Hi guys! Are people still interested in an Android client? I’m asking because I’m quite far ahead in developping one but not sure how it will be received. Who should I talk to about getting permission to release it to the public? Why do you guys think so many people have failed over the years? Is it because of lack of interest from the potential users?
The app is fully native and written in Kotlin. Right now it can:
persist and refresh token so you never have to log in a second time
fetch a list of games to spectate and display them in a list (at the moment just the highest rated 9 games)
fetch a list of active games and display them in a list
can spectate live games (using the socket.io connection)
can make moves and pass/resign. Moves are validated with the notable exception of KO
moves by opponents are instantly shown and you are notified (but only when you have the app open right now)
get notified of challenges (but only when the app is open right now)
can rewind a game and navigate through the move history
What doesn’t work (first 4 are MVP features):
stone removal phase. After playing a few games on the website and sniffing the comms it seems that there is some logic in the client to determine which territory and stones to remove. Any guidance would be appreciated.
viewing and joining other challenges
notifications of any kind while outside the app. While these would be quite easy to implement, they are hard to implement properly (e.g. without pointlessly eating your battery life)
I’m really stuck with the stone removal phase: I’m not sure how to code what is territory and what’s not and also which stones are dead. I tried reverse engineering the website, but it seems to do a sort of Monte Carlo estimation and the code is in a native module that runs in the browser (I was not even aware you could do such a thing). Anyway, the code is opaque to me and kinda beyond the scope of this implementation (it’s supposed to be a thin client, not do clever AI stuff.
I’ll echo what @Jonasd said. I’m very happy with the browser interface on my android phone for playing on OGS and not sure what the advantage would be to moving to a client. I save the site as a shortcut to on my main screen and it opens in full screen mode and looks just like an app.
The only functionality I would like to see is a move notification for correspondence games.
I admire what you are attempting to build and would check it out when it’s available, but I’m just a little skeptical that I would switch.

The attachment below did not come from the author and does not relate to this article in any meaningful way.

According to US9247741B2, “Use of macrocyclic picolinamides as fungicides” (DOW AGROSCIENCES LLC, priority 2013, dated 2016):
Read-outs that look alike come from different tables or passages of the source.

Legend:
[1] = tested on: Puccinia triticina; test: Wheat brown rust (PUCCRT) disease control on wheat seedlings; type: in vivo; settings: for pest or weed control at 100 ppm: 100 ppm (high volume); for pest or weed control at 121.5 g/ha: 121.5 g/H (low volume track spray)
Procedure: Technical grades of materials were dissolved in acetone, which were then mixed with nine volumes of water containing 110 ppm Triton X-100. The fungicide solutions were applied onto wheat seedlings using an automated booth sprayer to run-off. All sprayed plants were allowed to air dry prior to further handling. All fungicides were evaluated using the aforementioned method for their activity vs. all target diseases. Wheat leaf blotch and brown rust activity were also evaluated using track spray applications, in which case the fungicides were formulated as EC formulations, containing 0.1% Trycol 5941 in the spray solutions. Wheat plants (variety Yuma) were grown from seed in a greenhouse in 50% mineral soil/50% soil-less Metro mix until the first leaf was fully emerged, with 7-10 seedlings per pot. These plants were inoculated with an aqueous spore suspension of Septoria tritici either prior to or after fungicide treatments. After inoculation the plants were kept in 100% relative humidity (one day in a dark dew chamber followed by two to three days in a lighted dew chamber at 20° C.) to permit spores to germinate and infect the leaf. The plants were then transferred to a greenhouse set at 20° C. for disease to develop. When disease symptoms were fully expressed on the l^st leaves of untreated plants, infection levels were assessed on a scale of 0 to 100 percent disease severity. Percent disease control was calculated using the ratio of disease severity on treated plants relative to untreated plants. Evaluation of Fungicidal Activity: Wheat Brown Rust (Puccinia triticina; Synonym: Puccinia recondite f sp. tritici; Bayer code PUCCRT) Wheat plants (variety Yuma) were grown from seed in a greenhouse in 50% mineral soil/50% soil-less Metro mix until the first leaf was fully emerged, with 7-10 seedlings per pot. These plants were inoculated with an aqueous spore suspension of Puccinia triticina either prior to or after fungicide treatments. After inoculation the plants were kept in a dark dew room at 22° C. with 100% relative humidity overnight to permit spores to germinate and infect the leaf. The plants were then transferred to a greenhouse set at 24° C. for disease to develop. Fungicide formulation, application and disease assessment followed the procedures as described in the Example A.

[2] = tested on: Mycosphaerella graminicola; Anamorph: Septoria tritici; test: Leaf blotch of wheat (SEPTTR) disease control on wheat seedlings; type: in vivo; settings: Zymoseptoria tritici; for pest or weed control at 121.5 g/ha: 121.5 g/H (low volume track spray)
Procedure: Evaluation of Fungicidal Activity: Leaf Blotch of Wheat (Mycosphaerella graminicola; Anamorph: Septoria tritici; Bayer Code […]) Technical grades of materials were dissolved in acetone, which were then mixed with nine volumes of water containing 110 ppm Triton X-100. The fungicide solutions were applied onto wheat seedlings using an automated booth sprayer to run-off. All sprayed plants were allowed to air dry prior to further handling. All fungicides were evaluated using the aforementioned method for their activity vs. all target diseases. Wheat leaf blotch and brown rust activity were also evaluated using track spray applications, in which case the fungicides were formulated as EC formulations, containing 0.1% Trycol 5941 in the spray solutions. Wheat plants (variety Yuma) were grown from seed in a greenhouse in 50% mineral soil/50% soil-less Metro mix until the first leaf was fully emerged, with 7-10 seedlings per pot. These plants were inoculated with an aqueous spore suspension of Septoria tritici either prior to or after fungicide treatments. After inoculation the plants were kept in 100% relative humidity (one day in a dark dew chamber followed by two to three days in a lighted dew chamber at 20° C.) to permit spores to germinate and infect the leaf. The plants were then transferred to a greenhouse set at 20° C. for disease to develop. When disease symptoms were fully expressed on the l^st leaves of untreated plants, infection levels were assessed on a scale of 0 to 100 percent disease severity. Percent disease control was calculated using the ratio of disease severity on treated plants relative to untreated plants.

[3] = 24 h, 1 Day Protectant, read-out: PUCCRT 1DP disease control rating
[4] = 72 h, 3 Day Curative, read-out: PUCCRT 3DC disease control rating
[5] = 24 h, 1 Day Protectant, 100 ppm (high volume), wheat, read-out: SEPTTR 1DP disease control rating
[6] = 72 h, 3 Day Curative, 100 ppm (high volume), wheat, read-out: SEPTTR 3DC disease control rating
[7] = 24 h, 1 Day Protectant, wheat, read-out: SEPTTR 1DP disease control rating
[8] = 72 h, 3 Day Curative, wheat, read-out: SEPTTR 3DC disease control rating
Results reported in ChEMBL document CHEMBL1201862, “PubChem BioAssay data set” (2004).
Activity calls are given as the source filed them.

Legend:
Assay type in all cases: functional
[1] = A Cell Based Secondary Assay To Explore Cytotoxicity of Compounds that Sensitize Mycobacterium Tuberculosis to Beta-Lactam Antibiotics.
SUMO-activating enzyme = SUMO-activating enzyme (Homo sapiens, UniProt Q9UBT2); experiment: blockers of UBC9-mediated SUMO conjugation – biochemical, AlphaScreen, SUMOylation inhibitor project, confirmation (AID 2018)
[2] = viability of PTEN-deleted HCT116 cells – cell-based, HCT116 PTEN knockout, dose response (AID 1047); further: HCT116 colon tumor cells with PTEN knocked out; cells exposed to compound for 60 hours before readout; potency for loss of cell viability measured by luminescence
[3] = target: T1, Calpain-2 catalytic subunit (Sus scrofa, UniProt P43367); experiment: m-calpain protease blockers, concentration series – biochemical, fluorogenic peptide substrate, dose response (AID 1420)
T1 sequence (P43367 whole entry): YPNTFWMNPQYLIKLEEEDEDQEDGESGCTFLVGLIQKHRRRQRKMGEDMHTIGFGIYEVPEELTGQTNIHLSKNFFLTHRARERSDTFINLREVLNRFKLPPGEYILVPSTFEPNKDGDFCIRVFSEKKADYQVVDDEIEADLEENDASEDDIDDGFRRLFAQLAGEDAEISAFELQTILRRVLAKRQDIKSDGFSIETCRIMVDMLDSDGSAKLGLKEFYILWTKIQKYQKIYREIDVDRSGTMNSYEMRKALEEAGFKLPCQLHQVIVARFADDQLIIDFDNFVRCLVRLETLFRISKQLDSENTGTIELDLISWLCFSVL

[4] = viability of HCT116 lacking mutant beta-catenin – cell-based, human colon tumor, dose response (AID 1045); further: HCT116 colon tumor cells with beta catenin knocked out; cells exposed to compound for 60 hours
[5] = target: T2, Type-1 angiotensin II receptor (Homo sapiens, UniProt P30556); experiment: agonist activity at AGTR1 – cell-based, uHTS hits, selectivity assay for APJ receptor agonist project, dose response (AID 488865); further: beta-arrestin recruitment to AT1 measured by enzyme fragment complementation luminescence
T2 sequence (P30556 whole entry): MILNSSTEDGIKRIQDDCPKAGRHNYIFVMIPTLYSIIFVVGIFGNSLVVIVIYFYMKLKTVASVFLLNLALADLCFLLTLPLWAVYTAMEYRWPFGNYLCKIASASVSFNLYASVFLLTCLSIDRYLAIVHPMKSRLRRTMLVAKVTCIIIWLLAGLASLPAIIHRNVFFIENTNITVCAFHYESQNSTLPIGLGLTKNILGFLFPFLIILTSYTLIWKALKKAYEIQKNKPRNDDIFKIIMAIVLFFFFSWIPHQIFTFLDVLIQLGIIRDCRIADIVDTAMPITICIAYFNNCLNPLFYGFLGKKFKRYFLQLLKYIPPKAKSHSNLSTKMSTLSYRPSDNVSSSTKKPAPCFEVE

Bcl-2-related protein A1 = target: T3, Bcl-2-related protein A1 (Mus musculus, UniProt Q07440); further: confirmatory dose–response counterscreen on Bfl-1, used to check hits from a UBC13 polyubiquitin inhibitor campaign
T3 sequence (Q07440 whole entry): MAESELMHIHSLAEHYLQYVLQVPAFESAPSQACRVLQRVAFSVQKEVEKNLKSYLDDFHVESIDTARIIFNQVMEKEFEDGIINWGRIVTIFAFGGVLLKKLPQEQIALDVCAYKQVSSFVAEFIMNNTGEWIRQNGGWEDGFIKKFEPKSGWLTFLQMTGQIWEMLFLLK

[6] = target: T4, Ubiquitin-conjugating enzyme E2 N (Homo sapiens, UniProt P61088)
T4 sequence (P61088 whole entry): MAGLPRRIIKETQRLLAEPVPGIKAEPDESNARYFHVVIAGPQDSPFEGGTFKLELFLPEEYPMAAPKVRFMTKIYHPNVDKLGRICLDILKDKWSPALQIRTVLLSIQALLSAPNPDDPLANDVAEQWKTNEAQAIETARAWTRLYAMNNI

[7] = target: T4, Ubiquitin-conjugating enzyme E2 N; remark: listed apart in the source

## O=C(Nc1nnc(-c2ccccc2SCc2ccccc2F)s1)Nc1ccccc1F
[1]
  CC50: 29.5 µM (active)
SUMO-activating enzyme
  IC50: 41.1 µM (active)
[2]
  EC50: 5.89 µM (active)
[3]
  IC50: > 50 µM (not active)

Fair enough Tom, thank you for the honest oppinion. I’m sure that many would think this way and that’s why I haven’t put any real effort into it (having started the project back in 2015, but stopping until Nov this year).
Indeed notiffications is one area where the native app would shine compared to the website, but I also think that the native experience will be better if I manage to come up with a good enough design (which not my strong point). For example there should be hardly any loading and all the needed stuff should be on the screen without the need of scrolling (since it’s designed with the phone screen ration and only the phone screen ratio in mind). For what it’s worth, the transitions between the screens should be nicer too.
First and foremost: I do appreciate the huge amount of work which the devs poured into OGS, but I politely would like to differ from what @Jonasd and @Tom_Newman wrote: for me things work great in a browser, but could be improved on a mobile device. Over time I found myself playing on OGS if I am on my Mac, but using the native iOS-App if I use my iPhone or iPad.
But that maybe because they are looking at correspondence game play and I tend to do “live” play and for me things like 'Live game submit mode"'s “Double click to move” and Submit-move button" doing exactly the same thing kinda take the fun out of live play on OGS.
I would encourage you to review Pandanet’s client (Tetsuki), in particular on iOS.
I also want to make a mobile go app, but was not thinking of connecting it with OGS at first. I know C# and learning Java right now. If there is any help needed, we could start a Github maybe and start working on a good mobile app? It would also help me to make my own game later
The world is moving on, ZyBeX86, my humble suggestion is getting ahead of the game and learning Kotlin directly instead of Java if you want to dabble into Android development.
Update on my progress: I’m pretty much done with the stone removal logic, this turned out to be the most complicated thing so far. There is a bug with the API though which makes game in the stone removal phase not show up as active games on Socket IO so I have to use the REST API for that as well before I release.
Hi guys, instead of starting a new mobile client from scratch what do you think about improving the existing, open-source, github-hosted react client and build a progressive web app that would work fine on mobile and take advantage of native notifications and offline use with service workers?
I like the existing, responsive client app (I’m playing on my android mobile mostly) and I feel like only a few improvements would be needed to make it a great mobile app.
@Bart-Jan I know about this disease and I hope that you remain mentally strong. Although @trohde is correct about Go, I think that it is still possible to use it as one of your weapons to fight against resignation to this disease. Go offers us not only beauty but can teach us mental discipline, and through this mental training it helps us to develop tactics and strategies to confront our daily challenges.